Missouri linebacker Andrew Wilson follows his dad’s path
10/03/2013 9:01 PM
10/03/2013 9:01 PM
Stacy Wilson never had a doubt that her oldest son, Missouri senior linebacker Andrew Wilson, was going to be a football player.
There were three doctors in the delivery room as a precaution when Stacy, who stands only 5 feet 7 and weighed 112 pounds, gave birth.
“He was born with shoulder pads on,” she said, joking. “He was 9 pounds, 1 ounce. That’s all the doctors were talking about.”
There also was no doubt Andrew, a three-year starter at middle linebacker and a senior captain, wanted to be a Tiger.
Andrew’s dad, Jay, played for the Tigers from 1980-83 and was standout on the 1983 Holiday Bowl team. He graduated as the program’s leading career tackler with 323 and also set the single-season record for tackles with 154 in 1982.
Growing up, Missouri football inevitably seeped into Andrew’s blood.
“Every art project he ever did as a child was Missouri,” Stacy said. “He did a sketch of a Tiger. He had to do a racecar for shop and it’s an MU Tigers racecar. He has a big drawing he did that was Mizzou. It was all black and gold. That influence, of course, was from his dad.”
Andrew spent a lot of time around Missouri football, attending spring games and his dad’s reunions, all the while dreaming that he’d pull on the uniform himself one day.
“From when Andrew and Sam were pretty young, we would go to games and it’s an open house down there,” Jay Wilson said. “As former players, we were in the locker room and the weight room, so he just grew up with it.”
Playing at Raymore-Peculiar, Andrew emerged as one of the top linebackers in the nation as a high school senior. He was Missouri Class 5 defensive player of the year and won the Buck Buchanan Award as the top lineman or linebacker in the Kansas City area.
When it came time to pick a college, Missouri was his top choice — really his only choice.
“Missouri was really the only place I wanted to play,” Andrew said.
It has been a thrill for the family to watch Andrew tread the same path as Jay, who still ranks 12th on the Tigers’ career tackles list and third on the single-season list.
“Thirty years ago in 1983, the senior captain who played middle linebacker was Andrew’s dad, so it’s neat to see that come full circle, and I get a little teary just thinking about it,” said Stacy, who met Jay her junior year at Missouri.
“The first time I saw him run onto the field in that uniform, it was pretty amazing to see,” Jay said.
Along the way, Andrew even developed the same reputation for tenacity he father had.
“The most striking thing is, no matter what the stat sheet says, you want them on your side and you don’t want to have to face them, because they’re going to make it rough for,” said Bobby Bell Jr., Jay’s former teammate. “Both of them, when they get to the play, finish it off.”
Of course, Andrew, who’s 6-3 and 240 pounds, also owns a track record for big hits that Jay, who was an inch shorter and 25 pounds lighter in his playing days, can’t match.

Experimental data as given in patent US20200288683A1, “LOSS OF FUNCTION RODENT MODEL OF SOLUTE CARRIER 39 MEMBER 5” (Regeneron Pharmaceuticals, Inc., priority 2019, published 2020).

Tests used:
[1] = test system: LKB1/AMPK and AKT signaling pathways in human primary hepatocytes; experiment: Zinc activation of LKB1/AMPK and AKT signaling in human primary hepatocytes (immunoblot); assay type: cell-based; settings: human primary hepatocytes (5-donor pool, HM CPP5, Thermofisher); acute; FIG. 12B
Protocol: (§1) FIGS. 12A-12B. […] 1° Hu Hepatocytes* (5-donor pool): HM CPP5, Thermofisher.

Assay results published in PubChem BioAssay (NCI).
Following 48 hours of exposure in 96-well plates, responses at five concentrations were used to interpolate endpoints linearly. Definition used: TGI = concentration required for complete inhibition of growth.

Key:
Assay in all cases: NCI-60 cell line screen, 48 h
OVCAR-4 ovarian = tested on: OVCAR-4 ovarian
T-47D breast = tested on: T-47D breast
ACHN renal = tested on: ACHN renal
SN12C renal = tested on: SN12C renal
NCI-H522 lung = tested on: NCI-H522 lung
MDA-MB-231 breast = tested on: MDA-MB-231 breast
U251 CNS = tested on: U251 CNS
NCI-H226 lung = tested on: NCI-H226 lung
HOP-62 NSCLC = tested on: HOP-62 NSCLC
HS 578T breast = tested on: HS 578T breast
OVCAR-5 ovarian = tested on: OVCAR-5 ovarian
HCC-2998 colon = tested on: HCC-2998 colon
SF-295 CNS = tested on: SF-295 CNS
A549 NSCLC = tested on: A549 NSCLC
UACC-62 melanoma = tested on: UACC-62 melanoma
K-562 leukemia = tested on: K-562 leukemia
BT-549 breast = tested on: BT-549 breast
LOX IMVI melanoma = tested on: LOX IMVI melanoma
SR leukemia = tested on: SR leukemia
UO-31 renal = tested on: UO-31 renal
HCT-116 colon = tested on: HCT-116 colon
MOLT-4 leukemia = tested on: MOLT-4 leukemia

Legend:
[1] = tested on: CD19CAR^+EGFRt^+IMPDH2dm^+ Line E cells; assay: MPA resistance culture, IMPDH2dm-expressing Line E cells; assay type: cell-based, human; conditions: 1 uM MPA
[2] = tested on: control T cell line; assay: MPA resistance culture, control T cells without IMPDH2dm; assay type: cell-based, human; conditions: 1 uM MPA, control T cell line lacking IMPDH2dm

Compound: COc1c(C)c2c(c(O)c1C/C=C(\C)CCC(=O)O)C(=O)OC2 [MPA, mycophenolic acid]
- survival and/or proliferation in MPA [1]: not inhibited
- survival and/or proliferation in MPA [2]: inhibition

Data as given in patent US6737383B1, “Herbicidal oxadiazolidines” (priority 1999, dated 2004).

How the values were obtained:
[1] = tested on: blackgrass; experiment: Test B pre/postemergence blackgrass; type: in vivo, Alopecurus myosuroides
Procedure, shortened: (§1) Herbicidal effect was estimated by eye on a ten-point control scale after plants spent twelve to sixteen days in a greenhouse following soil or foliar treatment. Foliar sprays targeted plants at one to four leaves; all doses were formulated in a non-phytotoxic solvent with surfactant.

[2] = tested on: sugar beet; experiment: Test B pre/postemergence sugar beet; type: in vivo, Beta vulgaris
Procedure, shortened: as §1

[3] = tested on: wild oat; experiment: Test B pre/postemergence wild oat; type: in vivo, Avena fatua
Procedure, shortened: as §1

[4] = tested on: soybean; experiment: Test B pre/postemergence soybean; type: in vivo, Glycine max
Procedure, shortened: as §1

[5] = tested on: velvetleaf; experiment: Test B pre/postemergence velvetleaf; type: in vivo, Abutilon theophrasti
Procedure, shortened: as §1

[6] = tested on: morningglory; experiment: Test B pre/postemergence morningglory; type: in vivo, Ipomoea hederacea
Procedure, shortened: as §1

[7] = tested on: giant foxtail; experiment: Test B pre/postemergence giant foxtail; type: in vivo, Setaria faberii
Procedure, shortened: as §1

“I don’t really know how I became a big hitter, it just happened,” Andrew said. “The coaches just put us in the right position on the field and it just happens. You’ve got to go full speed every time, and I aim my shoulder right in the middle of their chest.”
Three years in a row, Andrew has won the Tigers’ “Hammer Award” as the team’s biggest hitter.
He has quite a collection — three sledgehammers with golden heads and jet black, three-foot long handles, as well as 10 smaller hammers for individual games — at the Wilsons’ home in rural Raymore.
“They chart every big hit per game and then add them up at the end,” Andrew said. “Whoever got the most gets the big sledgehammer. It’s a cool thing.”
He even won the award as a redshirt freshman despite playing almost exclusive on special teams.
“He’s always been very physical, a very explosive hitter,” coach Gary Pinkel said. “And when he hits you, he just strikes you. That’s what we’ve known him for.”
As a sophomore, Andrew led Missouri with 98 tackles and he was the team’s leading tackler again last season with 79.
Despite missing the equivalent of one game — the second half against Toledo and the first half against Indiana — for a targeting ejection this season, Andrew’s well on his way to winning another sledgehammer.
He is tied with cornerback E.J. Gaines for the team lead with 26 tackles after recording a career-high 17 in last week’s 41-19 win against Arkansas State.
If anything, the suspension seems to have sharpened Andrew, who vowed not to change the way he plays.
“You realize how quickly something could be taken away and I was fortunate enough that it wasn’t an injury,” said Andrew, who has graduated with a bachelor’s in business and now is working on a master’s in education, school counseling and psychology. “I could have missed even more (games), but that showed me the big picture and how fragile a career can be.”
Perhaps Andrew will get a crack at the NFL. If this season is Andrew’s football swan song, though, at least he’s going out with no regrets.
“I’ll miss it a lot,” Andrew said. “It’s been the best four years of my life, so I’m going to miss it a lot and I wouldn’t change a thing.”